Some American officials say the U.S. reluctance to take the leadership role in Syria is the result of learning the wrong lessons from the Libya engagement; and indeed, the failure of the U.S. and its allies to help assure security after the fall of Moammar Gadhafi resulted in a vacuum that’s allowed radical groups to operate openly.
Egypt and Tunisia, two other North African countries that have hit rough patches after much-heralded popular revolts, also are struggling with the rise of the Salafist movement of literalist Islamists. While it’s unpopular with Republicans, analysts say, the Obama administration was correct in making overtures to the Muslim Brotherhood, the relatively more moderate Islamist group that won elections in both Egypt and Tunisia.
The administration’s willingness to talk to the democratically elected Brotherhood, whose spinoffs include the Palestinian militants of Hamas, also could play a role in reviving the Palestinian-Israeli peace process, the conflict at the root of U.S. unpopularity in the Middle East.
Obama faces perhaps an equally pressing, if quieter, challenge in Africa, headlined by the vexing crisis in Mali, where al Qaida-linked rebels firmly control two-thirds of the country – an area the size of Texas. U.S. officials agree that the situation requires outside intervention, but Washington is waiting for Africa to produce the ground troops for the effort – a process that will take months, at least, to finalize.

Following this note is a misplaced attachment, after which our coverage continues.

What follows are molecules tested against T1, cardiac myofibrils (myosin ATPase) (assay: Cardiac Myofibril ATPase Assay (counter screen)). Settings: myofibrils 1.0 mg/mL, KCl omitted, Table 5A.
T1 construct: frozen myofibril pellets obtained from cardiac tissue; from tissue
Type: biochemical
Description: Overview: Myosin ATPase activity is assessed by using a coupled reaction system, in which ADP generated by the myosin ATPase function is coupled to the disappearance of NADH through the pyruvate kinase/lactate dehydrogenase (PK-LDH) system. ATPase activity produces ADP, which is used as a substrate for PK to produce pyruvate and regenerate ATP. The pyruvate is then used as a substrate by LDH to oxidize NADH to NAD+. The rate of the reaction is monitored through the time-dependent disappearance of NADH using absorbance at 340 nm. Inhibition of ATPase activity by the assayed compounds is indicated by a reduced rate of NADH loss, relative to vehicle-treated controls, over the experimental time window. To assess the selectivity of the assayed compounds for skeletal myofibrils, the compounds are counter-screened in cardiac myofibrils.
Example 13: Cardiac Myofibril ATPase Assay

Tiffany Lynch, a senior Africa policy analyst at the U.S. Commission on International Religious Freedom, a bipartisan watchdog that makes policy recommendations to the U.S. government, said the Obama administration should focus not only on an immediate military solution to the crisis, but also on the human rights violations and governmental neglect that help turn marginalized groups into dangerous factions as has happened in Nigeria, Somalia and Mali.
“Until the U.S. government really takes a stand on these issues of governance, you’ll see a rise in local religious extremist groups that go on to become regional security concerns,” Lynch said.
The emergence of the Malian safe haven in a region of notoriously weak borders has spiked concerns among U.S. officials that Islamist movements are developing more sophisticated links across the continent, from Mali to Libya to Nigeria to Somalia – all of which until recently had been viewed primarily as isolated problems. Intelligence reports show that even as Somalia’s al Qaida affiliate, al Shabab, is on the verge of being vanquished militarily, its recruitment network across East Africa is growing.
As he stumped for re-election, Obama reminded his audiences that he’s ending the longest war in U.S. history through a phased withdrawal that will see all U.S. combat forces out of Afghanistan by the end of 2014.
There is much, however, that remains unclear or that Obama has yet to decide. Major unknowns: how quickly the remaining 68,000 U.S. combat troops will leave and how many will remain to train and advise the Afghan army and to conduct operations against al Qaida and allied groups based in Pakistan. His new administration also will have to negotiate an accord with Kabul governing the status of any remaining U.S. forces. That could prove difficult.